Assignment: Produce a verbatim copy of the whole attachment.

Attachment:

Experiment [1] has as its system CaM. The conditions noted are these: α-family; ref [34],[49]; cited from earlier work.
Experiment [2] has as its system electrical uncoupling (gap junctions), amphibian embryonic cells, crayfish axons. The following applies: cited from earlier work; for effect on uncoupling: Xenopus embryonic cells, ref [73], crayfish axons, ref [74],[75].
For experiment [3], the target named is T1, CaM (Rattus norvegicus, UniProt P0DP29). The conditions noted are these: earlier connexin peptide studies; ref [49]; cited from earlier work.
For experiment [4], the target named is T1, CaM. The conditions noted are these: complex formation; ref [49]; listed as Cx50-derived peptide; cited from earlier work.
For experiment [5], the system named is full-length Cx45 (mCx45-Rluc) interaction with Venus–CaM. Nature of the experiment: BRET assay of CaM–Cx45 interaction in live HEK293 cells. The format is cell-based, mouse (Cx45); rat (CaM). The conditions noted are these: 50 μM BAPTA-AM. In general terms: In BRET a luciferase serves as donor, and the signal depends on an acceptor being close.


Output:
Experiment [1] has as its system CaM. The conditions noted are these: α-family; ref [34],[49]; cited from earlier work.
Experiment [2] has as its system electrical uncoupling (gap junctions), amphibian embryonic cells, crayfish axons. The following applies: cited from earlier work; for effect on uncoupling: Xenopus embryonic cells, ref [73], crayfish axons, ref [74],[75].
For experiment [3], the target named is T1, CaM (Rattus norvegicus, UniProt P0DP29). The conditions noted are these: earlier connexin peptide studies; ref [49]; cited from earlier work.
For experiment [4], the target named is T1, CaM. The conditions noted are these: complex formation; ref [49]; listed as Cx50-derived peptide; cited from earlier work.
For experiment [5], the system named is full-length Cx45 (mCx45-Rluc) interaction with Venus–CaM. Nature of the experiment: BRET assay of CaM–Cx45 interaction in live HEK293 cells. The format is cell-based, mouse (Cx45); rat (CaM). The conditions noted are these: 50 μM BAPTA-AM. In general terms: In BRET a luciferase serves as donor, and the signal depends on an acceptor being close.